In focusing on the foreign ministry, Martin commits the same act of “mirror imaging,” imposing the dynamics of one’s own system on the analysis of another, that China’s diplomats frequently commit themselves. In China’s party-state, the ministry is the frontman of a show it has limited control over; indeed, Martin highlights multiple instances in which the country’s diplomats were credibly caught unaware of actions taken by other parts of its government or expressed their own private disagreement.  More attention ought to have been given to the party’s Central Foreign Affairs Commission, which supersedes the ministry. And apart from characterizing China’s bureaucracy as “stovepiped,” Martin largely ignores the role of China’s military in shaping its foreign policy and its own extensive diplomatic apparatus. With respect to economic diplomacy, he misses an opportunity to point out the fundamental incoherence of the Belt and Road Initiative and the West’s consistent overestimation of China’s strategic capabilities.  

While Martin states that China’s diplomats have come a long way in their training and area and subject knowledge, he provides no detailed judgment in this regard. Two proxies are the quality of China’s academic output on foreign affairs and the institutions that serve as the primary feeders to its diplomatic corps. Despite having the second largest number of the world’s think tanks, only three rank in the top fifty, according to an index compiled at the University of Pennsylvania, versus 14 for the United States. As for talent, Beijing Foreign Studies University, the Ministry of Foreign Affairs’ primary feeder school, ranks among the world’s 800-1000 best universities, according to the QS ranking; by contrast, six of the American foreign service’s top ten feeder schools have a rank of 250 or above. 

As China becomes more powerful, its structural inability to operate an effective diplomacy makes it, in some ways, ironically less influential. An argument could be made that China’s diplomats should be seen not as constrained and insecure – though they are – but instead useful agents that distract and obstruct the rest of the world’s diplomats while China pursues its objectives by other means. For all their rote talking points, China’s diplomats are strikingly effective at seeding the global discourse with false dichotomies, particularly invocations against a new cold war or allegations that legitimate criticism is racist. Martin appropriately recognizes concerns about China’s united front tactics of co-opting foreign actors, but offers too little about China’s increasing efforts to steer international organizations in its favor.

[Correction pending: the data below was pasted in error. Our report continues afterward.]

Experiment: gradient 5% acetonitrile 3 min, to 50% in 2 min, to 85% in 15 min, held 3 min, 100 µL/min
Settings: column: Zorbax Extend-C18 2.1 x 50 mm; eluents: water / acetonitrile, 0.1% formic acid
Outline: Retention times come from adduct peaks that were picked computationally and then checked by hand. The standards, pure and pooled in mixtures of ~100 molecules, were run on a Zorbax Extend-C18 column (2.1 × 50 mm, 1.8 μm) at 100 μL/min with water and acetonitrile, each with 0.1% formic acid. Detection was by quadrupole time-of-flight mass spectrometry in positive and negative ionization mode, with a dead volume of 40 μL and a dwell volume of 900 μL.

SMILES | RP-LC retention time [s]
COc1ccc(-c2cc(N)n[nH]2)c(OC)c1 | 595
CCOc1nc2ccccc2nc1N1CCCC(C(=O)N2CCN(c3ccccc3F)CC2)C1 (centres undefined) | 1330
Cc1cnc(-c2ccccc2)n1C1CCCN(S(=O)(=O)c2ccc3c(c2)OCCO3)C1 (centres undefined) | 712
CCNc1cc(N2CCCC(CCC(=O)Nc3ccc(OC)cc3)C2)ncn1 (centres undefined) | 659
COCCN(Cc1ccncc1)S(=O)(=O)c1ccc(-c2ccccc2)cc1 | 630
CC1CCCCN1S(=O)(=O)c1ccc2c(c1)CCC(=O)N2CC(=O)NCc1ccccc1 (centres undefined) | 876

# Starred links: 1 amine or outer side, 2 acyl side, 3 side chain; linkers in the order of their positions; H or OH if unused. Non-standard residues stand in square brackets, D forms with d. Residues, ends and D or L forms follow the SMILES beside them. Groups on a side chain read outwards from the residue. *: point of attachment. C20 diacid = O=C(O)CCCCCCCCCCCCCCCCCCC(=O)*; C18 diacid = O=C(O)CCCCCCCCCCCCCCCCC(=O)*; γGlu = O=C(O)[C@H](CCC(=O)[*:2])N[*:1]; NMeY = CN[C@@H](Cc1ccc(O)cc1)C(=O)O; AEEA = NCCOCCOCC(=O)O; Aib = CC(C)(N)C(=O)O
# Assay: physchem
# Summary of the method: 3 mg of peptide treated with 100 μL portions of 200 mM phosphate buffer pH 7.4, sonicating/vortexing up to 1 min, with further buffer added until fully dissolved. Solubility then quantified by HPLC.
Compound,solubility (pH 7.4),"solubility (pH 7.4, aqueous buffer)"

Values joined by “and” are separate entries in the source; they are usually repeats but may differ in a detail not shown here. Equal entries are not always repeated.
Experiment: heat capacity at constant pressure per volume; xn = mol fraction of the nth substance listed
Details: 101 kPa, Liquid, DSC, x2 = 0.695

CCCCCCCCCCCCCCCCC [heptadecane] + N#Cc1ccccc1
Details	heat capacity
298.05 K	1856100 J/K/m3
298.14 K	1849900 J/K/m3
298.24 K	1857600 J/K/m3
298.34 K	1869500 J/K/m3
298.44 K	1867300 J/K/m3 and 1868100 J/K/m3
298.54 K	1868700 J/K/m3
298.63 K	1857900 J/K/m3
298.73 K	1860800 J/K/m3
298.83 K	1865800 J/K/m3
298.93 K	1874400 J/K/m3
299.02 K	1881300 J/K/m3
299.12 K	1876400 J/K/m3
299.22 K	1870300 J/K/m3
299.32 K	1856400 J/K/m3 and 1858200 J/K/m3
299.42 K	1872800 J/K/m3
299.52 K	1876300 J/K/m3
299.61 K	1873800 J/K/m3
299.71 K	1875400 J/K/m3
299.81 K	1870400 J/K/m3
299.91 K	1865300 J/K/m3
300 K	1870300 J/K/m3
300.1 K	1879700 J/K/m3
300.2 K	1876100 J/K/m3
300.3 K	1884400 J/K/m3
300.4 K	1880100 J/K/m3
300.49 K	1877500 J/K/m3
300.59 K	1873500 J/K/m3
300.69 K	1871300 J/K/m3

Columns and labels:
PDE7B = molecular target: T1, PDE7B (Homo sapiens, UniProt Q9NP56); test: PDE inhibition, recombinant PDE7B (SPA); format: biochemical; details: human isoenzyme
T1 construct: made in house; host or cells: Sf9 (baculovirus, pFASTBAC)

How should other nations respond to China’s counterproductive diplomacy? The United States ought to consider sidestepping the Ministry of Foreign Affairs and instead demand more direct engagement with the Party. China’s rebuff of Secretary of Defense Lloyd Austin’s request to meet with the vice-chair of the Central Military Commission, who outranks the defense minister, should be taken as an invitation to other allies to demand the same across all areas of government. It is both a recognition of who holds power in China’s system and a rebuke of Xi Jinping’s evisceration of the party-state divide. Meanwhile, social media companies should go beyond their current labeling of government affiliated accounts and restrictions on promoted posts. One approach would be to prevent their posts from going viral by requiring one to visit their profile (as opposed to having them appear on one’s timeline). This could discourage some of the incentives for vitriol while still permitting China’s diplomats access to a public forum they deny their own people. 

China’s diplomacy has previously recovered from domestic-driven setbacks, most notably the Cultural Revolution and Tiananmen. Now with more diplomatic missions than any nation, China will doubtlessly overcome its current wolf warrior phase too. But the world that China’s post-wolf warrior diplomats emerge into is very much in play. The Communist Party is not engaged in an ideological competition in the sense that it seeks to export its contradiction-ridden model. Instead, it seeks to diminish the threat it perceives liberal societies present to its hold on power. Free societies must hold fast.